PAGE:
Inspired by the journey made by the epic hero Homer’s Odyssey, a show at Villa Carmignac combines myth with contemporary issues.
Condorelli considers how our modes of seeing and reproducing images and environments might develop, questioning how we see — and how we might see differently.
The realities of women’s lives are conspicuously absent from the British Museum’s Feminine Power, a show about the feminine.
With Paradise Camp, artist Yuki Kihara attempts to challenge and undermine colonial images of Sāmoa through a radical camp aesthetic.
In finding new ways to read and map landscapes, Tanoa Sasraku disrupts our expectations of the rural and opens up latent memories, mythologies, and energies.
The Soul Expanding Ocean at TBA21–Academy Ocean Space in Venice’s Chiesa di San Lorenzo brings together two artists with different but complementary ways of engaging with oceanic histories and ecologies.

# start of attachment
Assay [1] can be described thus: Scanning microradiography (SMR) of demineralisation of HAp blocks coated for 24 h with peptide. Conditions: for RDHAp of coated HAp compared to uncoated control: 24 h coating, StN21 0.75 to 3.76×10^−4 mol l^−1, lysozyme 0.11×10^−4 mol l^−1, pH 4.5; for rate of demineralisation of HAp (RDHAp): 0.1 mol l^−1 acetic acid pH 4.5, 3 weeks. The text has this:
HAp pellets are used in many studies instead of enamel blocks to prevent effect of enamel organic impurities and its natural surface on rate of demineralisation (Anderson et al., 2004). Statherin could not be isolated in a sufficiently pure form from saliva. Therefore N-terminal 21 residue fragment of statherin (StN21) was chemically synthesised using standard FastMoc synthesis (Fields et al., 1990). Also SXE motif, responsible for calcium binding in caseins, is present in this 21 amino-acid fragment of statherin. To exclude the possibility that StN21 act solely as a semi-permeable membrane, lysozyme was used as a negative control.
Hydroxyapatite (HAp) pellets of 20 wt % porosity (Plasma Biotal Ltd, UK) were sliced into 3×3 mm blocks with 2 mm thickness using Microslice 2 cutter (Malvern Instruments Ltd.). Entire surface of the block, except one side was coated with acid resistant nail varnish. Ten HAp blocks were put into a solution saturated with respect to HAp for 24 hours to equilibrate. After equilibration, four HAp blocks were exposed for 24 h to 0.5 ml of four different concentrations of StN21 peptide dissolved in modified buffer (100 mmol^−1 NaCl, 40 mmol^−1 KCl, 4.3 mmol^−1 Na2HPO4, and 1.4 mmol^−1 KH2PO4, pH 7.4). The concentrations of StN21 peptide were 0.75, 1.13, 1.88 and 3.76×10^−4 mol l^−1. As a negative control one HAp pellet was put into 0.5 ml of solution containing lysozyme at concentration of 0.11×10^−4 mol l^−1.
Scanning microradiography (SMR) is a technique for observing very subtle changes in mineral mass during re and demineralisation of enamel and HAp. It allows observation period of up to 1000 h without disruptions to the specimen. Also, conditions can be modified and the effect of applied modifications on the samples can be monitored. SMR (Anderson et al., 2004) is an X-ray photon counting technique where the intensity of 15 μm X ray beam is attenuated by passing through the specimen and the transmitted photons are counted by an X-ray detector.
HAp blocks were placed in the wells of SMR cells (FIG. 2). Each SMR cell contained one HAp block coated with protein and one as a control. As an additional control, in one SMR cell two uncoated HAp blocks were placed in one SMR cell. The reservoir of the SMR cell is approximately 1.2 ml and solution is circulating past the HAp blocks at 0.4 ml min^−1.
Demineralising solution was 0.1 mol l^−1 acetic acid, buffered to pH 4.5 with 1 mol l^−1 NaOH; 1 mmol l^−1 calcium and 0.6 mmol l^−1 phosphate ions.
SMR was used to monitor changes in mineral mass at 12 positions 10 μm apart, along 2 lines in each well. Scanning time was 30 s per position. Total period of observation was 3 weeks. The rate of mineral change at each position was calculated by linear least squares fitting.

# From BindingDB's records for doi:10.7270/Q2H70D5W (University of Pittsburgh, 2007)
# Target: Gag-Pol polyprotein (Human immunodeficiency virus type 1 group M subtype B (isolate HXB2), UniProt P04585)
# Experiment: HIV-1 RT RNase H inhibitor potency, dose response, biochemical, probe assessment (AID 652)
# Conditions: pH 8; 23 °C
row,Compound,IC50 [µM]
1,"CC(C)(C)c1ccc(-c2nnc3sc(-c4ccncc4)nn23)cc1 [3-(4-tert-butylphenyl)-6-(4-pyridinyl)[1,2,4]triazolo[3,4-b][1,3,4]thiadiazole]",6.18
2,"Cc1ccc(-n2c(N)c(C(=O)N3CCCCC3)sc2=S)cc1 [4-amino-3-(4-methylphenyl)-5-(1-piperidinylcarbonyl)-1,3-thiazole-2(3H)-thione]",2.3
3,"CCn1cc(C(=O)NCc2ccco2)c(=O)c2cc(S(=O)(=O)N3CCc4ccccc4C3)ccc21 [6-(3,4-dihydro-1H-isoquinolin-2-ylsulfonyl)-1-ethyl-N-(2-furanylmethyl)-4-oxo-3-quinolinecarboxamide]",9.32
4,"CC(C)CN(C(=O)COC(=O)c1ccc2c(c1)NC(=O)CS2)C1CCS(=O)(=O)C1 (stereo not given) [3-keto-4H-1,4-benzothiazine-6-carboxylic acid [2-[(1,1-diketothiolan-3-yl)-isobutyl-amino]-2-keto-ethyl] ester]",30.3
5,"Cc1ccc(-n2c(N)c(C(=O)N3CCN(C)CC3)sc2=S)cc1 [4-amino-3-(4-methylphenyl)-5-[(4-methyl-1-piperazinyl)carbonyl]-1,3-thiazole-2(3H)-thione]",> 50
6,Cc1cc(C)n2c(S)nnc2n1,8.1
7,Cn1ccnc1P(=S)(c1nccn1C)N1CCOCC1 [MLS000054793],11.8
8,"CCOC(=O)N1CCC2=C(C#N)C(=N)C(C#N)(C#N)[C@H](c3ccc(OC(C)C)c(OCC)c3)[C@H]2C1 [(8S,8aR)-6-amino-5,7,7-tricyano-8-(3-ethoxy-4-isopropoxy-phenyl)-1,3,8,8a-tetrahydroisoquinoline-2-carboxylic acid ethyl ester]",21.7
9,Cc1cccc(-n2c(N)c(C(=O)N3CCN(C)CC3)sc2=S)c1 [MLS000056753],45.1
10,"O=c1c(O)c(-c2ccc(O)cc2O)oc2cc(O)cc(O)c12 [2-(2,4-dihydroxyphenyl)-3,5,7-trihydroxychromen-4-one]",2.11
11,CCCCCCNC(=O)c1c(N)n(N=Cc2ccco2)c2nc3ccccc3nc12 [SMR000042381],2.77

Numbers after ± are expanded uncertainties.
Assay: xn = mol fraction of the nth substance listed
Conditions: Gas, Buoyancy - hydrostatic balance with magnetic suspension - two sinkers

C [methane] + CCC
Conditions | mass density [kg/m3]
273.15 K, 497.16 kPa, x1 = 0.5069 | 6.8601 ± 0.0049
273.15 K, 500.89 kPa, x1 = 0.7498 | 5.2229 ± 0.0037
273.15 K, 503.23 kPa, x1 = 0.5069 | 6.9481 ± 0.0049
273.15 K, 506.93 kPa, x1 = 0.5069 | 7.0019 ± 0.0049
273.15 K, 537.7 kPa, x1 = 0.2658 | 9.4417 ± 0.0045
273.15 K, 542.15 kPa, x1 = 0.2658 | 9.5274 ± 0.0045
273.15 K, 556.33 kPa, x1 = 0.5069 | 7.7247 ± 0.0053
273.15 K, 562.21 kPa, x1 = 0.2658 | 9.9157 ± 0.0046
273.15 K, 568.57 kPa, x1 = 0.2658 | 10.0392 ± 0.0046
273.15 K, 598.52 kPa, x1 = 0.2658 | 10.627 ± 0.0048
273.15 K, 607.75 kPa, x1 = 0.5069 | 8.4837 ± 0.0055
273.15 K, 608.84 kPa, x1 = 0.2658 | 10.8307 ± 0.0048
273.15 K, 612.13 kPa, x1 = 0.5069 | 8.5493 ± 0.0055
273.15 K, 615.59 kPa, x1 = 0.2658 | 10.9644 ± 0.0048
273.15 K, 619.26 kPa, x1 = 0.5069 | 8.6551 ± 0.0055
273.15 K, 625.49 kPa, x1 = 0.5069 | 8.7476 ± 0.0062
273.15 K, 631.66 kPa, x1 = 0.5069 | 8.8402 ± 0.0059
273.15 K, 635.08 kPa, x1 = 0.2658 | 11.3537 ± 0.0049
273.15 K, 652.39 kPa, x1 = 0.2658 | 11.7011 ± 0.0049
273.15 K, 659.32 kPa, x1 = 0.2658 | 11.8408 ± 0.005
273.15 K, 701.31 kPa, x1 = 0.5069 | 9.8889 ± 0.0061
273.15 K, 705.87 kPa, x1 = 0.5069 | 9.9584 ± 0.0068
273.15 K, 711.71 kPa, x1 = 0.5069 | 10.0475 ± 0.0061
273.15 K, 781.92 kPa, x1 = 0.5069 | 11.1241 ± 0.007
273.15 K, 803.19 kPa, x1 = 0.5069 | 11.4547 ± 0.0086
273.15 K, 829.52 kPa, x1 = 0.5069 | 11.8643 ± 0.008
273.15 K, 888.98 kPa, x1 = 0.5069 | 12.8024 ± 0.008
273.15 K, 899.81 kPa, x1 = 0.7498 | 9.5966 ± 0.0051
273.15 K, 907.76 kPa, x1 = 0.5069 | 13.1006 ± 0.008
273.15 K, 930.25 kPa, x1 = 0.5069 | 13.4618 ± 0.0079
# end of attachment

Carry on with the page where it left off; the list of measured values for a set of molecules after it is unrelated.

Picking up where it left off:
The Woven Child at London’s Hayward Gallery is a moving examination of Bourgeois’s fabric sculptures, drawing out themes of motherhood, gender, identity, and trauma.
Far from empty wildernesses, the ancestral lands of the Sámi people in the European Arctic are ecologically diverse sites of culture, care, and collective endeavor.
Gisela McDaniel captures the voices and memories of her sitters and offers them the opportunity to narrate their own histories.
Anicka Yi’s In Love with the World is an attempt to break down the distinctions we make between plants, animals, micro-organisms, and technology.
In Paul, Daisy Lafarge delicately unpacks the power plays and mind games of a toxic relationship, with an emphasis on society’s — and art’s — silencing of women.
Christine Borland looks at one of the oldest known forms of fabric in the world.